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May 3, 2015 / 14 Iyar, 5775
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Stemming The Muslim Tide: A Review of ‘Marked for Death’ by the Controversial Dutch Politician Geert Wilders


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Many conservative pundits write and lecture on the threat of radical Islam. Almost none, however, possess political power. Geert Wilders is an exception. Head of the Netherlands’ third largest political party – the Party for Freedom – Wilders is on a mission to halt Islam’s advance in the West.

In May, Wilders published his first book, Marked for Death: Islam’s War Against the West and Me (Regnery Publishing). In it, Wilders, as is his wont, ventures beyond the bounds of political correctness. For instance, unlike many other prominent politicians – including those on the Right – Wilders refuses to call Islam a “religion of peace.” In the book, he unabashedly writes:

• “Islam is the problem – and we should not be afraid to say so.”

• “[T]here are many moderate Muslims, but there is no moderate Islam.”

• “Islam…is a totalitarian system aiming for political domination of the world.”

• “[O]ur civilized Western culture is far superior to the barbaric culture of Islam.”

In short, Wilders is a breath of fresh air in a world that has gone mad in its attempts to reassure itself that 99.9 percent of Muslims are peace-loving citizens. As Wilders documents in the book, many Muslim immigrants yearn to impose Islamic culture and law on the West, yet the political class says virtually nothing. Those who do speak up are immediately tagged xenophobes and bigots.

As Mark Stein – possibly the greatest English satirist alive today – writes in his foreword to Wilders’ book: “[A]t election time in Europe, the average voter has a choice between a left-of-center party and an ever so mildly right-of-left-of-center party, and whichever he votes for, they’re generally in complete agreement on everything from mass immigration to unsustainable welfare programs to climate change. And they’re ruthless about delegitimizing anyone who wants a broader debate.”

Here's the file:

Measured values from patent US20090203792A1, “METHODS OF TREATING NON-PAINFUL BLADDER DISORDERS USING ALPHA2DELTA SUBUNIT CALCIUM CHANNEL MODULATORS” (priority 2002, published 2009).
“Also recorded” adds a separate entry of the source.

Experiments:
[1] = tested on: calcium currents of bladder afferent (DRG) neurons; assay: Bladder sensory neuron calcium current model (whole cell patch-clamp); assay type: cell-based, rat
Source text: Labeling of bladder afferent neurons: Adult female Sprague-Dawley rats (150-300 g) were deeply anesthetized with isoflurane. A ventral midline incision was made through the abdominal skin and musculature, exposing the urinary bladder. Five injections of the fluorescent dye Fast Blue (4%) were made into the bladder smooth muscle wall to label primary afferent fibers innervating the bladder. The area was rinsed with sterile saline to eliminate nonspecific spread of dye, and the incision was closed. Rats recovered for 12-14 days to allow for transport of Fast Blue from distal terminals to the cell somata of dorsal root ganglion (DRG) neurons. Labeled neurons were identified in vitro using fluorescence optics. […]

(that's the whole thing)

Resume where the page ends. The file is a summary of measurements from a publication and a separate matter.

Marked for Death is not a literary masterpiece. The writing is engaging enough, but thematically, the book seems a bit disjointed at times with Wilders liable to jump from Mohammed’s military conquests in the 7th century to the murder of the Dutch filmmaker Theo van Gogh by a Muslim radical in 2004 to pedophilia in Islamic culture (it is apparently “widely condoned”).

Nonetheless, the book is important for three reasons. First, it contains a chock full of interesting information. Among many other items, Wilders writes about Mohammed’s marriage to Aisha (he was in his 50s, she was six); the Koran’s numerous anti-Semitic and violent verses; and Islam’s disturbing history of slavery (which amazingly continues to the present day).

Second, Wilders is great at finding little-known damning quotes about Islam. For example, Aldous Huxley wrote in 1925 (a tad too pessimistically), “In fifty years’ time, it seems to me, Europe can’t fail to be wiped out by these [Muslim] monsters.” A century earlier, John Quincy Adams predicted that the conflict between Christianity and Islam cannot “cease but by the extinction of that imposture [Islam], which has been permitted by Providence to prolong the degeneracy of man.”

Most importantly, though, the book is valuable because Wilders wrote it, and Wilders deserves every bit of support he can get. Thanks to his outspokenness against Islam, Wilders regularly receives death threats and was forced to flee his home in 2004. Today, he lives in a bullet-proof safe house under 24/7 armed guard. As Wilders writes, “I have not walked the streets on my own in more than seven years.” Perhaps that’s just as well since Muslim immigrants have overrun Wilders’ old neighborhood, Kanaleneiland, transforming it into a crime zone.

Wilders, however, is not backing down. In 2008, he produced “Fitna,” a 17-minute documentary on violence and the Koran, which generated enormous controversy. And in 2010, his Party for Freedom, which he founded four years earlier, won 16 percent of the vote, becoming the Netherland’s third largest party. Due to his influence, the government agreed to decrease immigration from Muslim countries (Wilders wants it abolished completely); increase pressure on immigrants to assimilate into Dutch culture; and reject elements of multi-culturalism, which Wilders blames for creating the Netherlands’s Muslim problem in the first place.

One need not agree with all of Wilders’ ideas. For example, some may reject his call to ban new mosques in the United States and Europe. Others may question the wisdom of banning the Koran in the Netherlands (Wilders argues that the Koran is no less dangerous than Hitler’s Mein Kampf which the Netherlands bans). Indeed, some of Wilders’ ideas landed him in court in 2009 for “incitement to hatred and discrimination” – a trial that Wilders says was a “farce” and “an anti-democratic exercise to suppress my freedom.” (He was acquitted in 2011.)

Nonetheless, Wilders is a lone political voice – and truly the free world’s leader – in fighting radical Islamists. For this reason alone, conservatives should buy this book. For liberals… well, it always pays to see what the other side thinks.

Elliot Resnick is a Jewish Press staff reporter and holds a Master’s degree from Yeshiva University’s Bernard Revel Graduate School of Jewish Studies.

About the Author: Elliot Resnick is a Jewish Press staff reporter and author of “Movers and Shakers: Sixty Prominent Personalities Speak Their Mind on Tape” (Brenn Books).


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